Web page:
We develop an algorithm that can detect pneumonia from chest X-rays at a level exceeding practicing radiologists. Our algorithm, CheXNet, is a 121-layer convolutional neural network trained on ChestX-ray14, currently the largest publicly available chest X-ray dataset, containing over 100,000 frontal-view X-ray images with 14 diseases. Four practicing academic radiologists annotate a test set, on which we compare the performance of CheXNet to that of radiologists. We find that CheXNet exceeds average radiologist performance on the F1 metric. We extend CheXNet to detect all 14 diseases in ChestX-ray14 and achieve state of the art results on all 14 diseases.
The novel Coronavirus also called Covid-19 originated in Wuhan, China in December 2019 and has now spread across the world. It has so far infected around 1.8 million people and claimed approximately 114698 lives overall. As the number of cases are rapidly increasing, most of the countries are facing shortage of testing kits and resources. The limited quantity of testing kits and increasing number of daily cases encouraged us to come up with a Deep Learning model that can aid radiologists and clinicians in detecting Covid-19 cases using chest X-rays. Therefore, in this study, we propose CoroNet, a Deep Convolutional Neural Network model to automatically detect Covid-19 infection from chest X-ray images. The deep model called CoroNet has been trained and tested on a dataset prepared by collecting Covid-19 and other chest pneumonia X-ray images from two different publically available databases. The experimental results show that our proposed model achieved an overall accuracy of 89.5%, and more importantly the precision and recall rate for Covid-19 cases are 97% and 100%. The preliminary results of this study look promising which can be further improved as more training data becomes available. Overall, the proposed model substantially advances the current radiology based methodology and during Covid-19 pandemic, it can be very helpful tool for clinical practitioners and radiologists to aid them in diagnosis, quantification and follow-up of Covid-19 cases.
While deep learning has shown promise in the domain of disease classification from medical images, models based on state-of-the-art convolutional neural network architectures often exhibit performance loss due to dataset shift. Models trained using data from one hospital system achieve high predictive performance when tested on data from the same hospital, but perform significantly worse when they are tested in different hospital systems. Furthermore, even within a given hospital system, deep learning models have been shown to depend on hospital- and patient-level confounders rather than meaningful pathology to make classifications. In order for these models to be safely deployed, we would like to ensure that they do not use confounding variables to make their classification, and that they will work well even when tested on images from hospitals that were not included in the training data. We attempt to address this problem in the context of pneumonia classification from chest radiographs. We propose an approach based on adversarial optimization, which allows us to learn more robust models that do not depend on confounders. Specifically, we demonstrate improved out-of-hospital generalization performance of a pneumonia classifier by training a model that is invariant to the view position of chest radiographs (anterior-posterior vs. posterior-anterior). Our approach leads to better predictive performance on external hospital data than both a standard baseline and previously proposed methods to handle confounding, and also suggests a method for identifying models that may rely on confounders. Code available at https://github.com/suinleelab/cxr_adv.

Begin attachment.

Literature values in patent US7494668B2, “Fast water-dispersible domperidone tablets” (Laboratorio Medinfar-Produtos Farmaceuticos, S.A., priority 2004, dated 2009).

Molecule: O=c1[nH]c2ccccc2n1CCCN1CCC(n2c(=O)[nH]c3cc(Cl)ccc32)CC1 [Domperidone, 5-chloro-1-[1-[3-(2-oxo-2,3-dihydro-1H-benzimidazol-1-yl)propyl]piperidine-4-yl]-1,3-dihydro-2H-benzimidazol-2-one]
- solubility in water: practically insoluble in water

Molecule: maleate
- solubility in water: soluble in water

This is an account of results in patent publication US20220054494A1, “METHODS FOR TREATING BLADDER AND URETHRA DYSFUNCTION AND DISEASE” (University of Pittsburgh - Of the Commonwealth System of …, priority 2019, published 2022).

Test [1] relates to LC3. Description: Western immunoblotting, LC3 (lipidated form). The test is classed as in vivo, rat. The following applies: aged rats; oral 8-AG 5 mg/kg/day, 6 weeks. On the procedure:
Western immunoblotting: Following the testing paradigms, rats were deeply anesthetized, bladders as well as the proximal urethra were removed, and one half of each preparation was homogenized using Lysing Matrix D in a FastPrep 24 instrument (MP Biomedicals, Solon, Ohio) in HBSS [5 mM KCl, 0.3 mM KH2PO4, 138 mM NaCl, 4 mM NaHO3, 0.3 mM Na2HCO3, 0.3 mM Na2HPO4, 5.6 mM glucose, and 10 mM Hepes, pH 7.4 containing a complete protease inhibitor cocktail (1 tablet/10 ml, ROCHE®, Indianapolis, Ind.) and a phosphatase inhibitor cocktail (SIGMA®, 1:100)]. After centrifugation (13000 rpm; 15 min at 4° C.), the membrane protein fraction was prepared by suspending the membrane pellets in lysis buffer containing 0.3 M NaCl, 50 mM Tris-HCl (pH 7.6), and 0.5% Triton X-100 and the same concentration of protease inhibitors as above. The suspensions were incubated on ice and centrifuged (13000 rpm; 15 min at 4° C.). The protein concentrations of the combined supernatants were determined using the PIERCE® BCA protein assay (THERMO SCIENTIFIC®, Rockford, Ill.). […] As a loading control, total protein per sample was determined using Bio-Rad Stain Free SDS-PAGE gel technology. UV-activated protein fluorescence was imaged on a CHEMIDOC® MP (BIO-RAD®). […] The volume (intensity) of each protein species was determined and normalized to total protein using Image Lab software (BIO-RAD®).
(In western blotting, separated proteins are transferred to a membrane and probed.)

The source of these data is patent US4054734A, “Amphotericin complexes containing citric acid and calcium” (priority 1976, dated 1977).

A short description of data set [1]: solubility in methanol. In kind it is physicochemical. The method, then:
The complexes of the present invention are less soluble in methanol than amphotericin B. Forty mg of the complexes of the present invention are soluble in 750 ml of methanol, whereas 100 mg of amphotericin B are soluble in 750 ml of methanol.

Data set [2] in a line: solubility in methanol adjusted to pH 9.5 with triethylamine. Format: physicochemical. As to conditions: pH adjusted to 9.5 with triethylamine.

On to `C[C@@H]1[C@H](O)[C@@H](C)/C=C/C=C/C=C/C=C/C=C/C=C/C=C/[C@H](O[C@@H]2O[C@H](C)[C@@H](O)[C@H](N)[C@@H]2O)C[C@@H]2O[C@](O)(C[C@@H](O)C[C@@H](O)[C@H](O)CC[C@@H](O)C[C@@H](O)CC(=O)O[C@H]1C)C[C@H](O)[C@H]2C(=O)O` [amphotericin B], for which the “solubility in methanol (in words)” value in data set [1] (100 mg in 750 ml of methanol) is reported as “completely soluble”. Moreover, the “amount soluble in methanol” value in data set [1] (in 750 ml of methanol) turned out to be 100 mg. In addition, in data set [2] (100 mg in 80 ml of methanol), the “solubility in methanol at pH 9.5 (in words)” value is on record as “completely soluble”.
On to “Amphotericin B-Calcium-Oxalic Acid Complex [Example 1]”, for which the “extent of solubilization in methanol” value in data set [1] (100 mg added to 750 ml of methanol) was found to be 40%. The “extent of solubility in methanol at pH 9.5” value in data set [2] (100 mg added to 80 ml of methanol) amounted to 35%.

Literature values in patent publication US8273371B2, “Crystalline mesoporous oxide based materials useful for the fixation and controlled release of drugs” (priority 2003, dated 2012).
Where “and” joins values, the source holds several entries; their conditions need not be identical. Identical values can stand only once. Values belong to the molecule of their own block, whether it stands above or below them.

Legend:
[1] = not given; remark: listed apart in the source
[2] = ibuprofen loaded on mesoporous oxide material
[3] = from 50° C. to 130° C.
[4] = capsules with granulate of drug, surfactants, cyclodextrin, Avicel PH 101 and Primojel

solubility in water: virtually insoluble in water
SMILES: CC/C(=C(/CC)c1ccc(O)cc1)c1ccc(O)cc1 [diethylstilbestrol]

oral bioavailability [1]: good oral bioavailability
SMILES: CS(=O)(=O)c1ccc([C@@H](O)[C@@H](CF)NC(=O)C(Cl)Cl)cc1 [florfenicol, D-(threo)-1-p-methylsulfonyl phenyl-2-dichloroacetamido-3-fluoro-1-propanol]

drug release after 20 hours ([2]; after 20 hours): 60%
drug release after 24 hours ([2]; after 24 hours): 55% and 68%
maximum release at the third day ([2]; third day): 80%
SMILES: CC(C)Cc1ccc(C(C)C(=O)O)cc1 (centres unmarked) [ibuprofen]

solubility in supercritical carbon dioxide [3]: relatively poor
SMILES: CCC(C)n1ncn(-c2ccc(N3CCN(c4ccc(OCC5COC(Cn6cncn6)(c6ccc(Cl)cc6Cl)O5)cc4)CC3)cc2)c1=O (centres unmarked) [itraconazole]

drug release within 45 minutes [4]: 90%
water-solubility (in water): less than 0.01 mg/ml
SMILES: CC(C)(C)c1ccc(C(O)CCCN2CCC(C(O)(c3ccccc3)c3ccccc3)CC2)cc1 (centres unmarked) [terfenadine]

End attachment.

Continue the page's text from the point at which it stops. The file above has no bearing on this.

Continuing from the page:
For the month of January, we addressed the performance of deep learning algorithms for disease diagnosis, specifically focusing on the paper by the stanford group -- CheXNet: Radiologist-Level Pneumonia Detection on Chest X-Rays with Deep Learning. We continue to generate a large interest in the journal club, with 347 people registered, 150 of whom signed on January 24th 2018 to participate in the discussion. The paper has had 3 revisions and is available here https://arxiv.org/abs/1711.05225 . Like many deep learning papers that claim super human performance, the paper was widely circulated in the news media, several blog posts, on reddit and twitter. Please note that the findings of superhuman performance are increasingly being reported in medical AI papers.